CONTROVERSIAL plans to build over 800 homes on Dun Laoghaire Golf Club have been approved.
Yesterday the local council gave the go-ahead to Cosgrave Developments to build 856 residential units subject to 64 conditions, despite objections from almost 450 local people.
But the decision will be referred to An Bord Pleanala, and the Combined Residents to Save Open Spaces (CRSOS) group has pledged to seek a judicial review of the decision if its appeal is unsuccessful.
Chairman Gene Feighery described the decision as "appalling", saying there wasn't enough open space in the development and that a town the size of Fermoy was being 'parachuted' into the south Dublin suburb.
Dun Laoghaire Rathdown County Council confirmed yesterday that just eight houses were omitted from the development, and that 438 parties had objected.
Cosgrave Developments acquired the 78-acre site in a deal which saw the golf club relocate to Ballyman, near Enniskerry. The club was paid a reported €20m to relocate, and the deal also included a 27-hole course and new clubhouse.
But the move has infuriated some locals, who believe the course should have been retained as a green belt for Dun Laoghaire. Cosgrave Developments plan to build over 1,700 new homes in total, and the permission granted is for the first phase of development.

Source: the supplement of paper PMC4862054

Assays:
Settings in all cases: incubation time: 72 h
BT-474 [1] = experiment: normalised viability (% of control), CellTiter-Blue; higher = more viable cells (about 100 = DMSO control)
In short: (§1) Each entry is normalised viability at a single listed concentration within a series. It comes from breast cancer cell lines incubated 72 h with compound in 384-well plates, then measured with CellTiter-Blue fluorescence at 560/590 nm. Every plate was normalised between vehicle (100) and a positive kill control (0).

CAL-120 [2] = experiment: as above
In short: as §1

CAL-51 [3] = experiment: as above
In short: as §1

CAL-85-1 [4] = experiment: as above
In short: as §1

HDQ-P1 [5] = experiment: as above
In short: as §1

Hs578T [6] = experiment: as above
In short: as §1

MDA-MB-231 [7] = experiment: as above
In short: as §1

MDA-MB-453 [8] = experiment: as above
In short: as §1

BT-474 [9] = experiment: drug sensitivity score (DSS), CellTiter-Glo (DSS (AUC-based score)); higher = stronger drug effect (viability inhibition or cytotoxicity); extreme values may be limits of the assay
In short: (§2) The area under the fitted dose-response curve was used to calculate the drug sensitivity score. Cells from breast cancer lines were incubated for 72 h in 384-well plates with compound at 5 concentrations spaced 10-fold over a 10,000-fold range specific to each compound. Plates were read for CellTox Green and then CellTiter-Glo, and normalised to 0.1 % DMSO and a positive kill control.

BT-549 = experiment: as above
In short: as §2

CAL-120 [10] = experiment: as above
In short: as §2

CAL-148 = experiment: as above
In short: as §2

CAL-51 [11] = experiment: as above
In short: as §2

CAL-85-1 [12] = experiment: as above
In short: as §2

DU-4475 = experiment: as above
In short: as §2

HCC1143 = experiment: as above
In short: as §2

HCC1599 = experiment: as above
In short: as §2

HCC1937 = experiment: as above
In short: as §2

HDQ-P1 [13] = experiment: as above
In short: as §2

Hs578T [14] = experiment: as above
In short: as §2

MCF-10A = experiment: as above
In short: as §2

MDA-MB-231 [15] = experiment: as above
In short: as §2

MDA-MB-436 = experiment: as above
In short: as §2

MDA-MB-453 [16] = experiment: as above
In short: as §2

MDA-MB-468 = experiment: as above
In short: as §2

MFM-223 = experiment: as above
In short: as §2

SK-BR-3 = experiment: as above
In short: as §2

The plans include provision of a supermarket, seven shops, cafe/restaurant and offices. The developers will have to upgrade the local road network, and plan on building a lake in the middle of the development.
Two pieces of public art will also be included in the scheme, and the developers will be obliged to pay almost €14m to the local council to cover the cost of providing water, parks and upgrading the Sallynoggin/Glenageary roundabout.
Last June, local councillors instructed Dun Laoghaire Rathdown County Council to prepare a local area plan for the site, but council management said the planning application could not be deferred until the local area plan was in place as the company was entitled to have its application considered within a statutory time limit.
Chairman of the CRSOS, Gene Feighery, said Cosgrave Developments had "split" the project into two halves, which was not allowed.
"I'm appalled," she said. "It's a disaster for Dun Laoghaire. The level of density is too much, and there are major traffic and safety implications. We see this as project splitting and the council linked the two phases of development by inquiring about public transport links and access to Dun Laoghaire village.
Cosgrave Developments were not available for comment.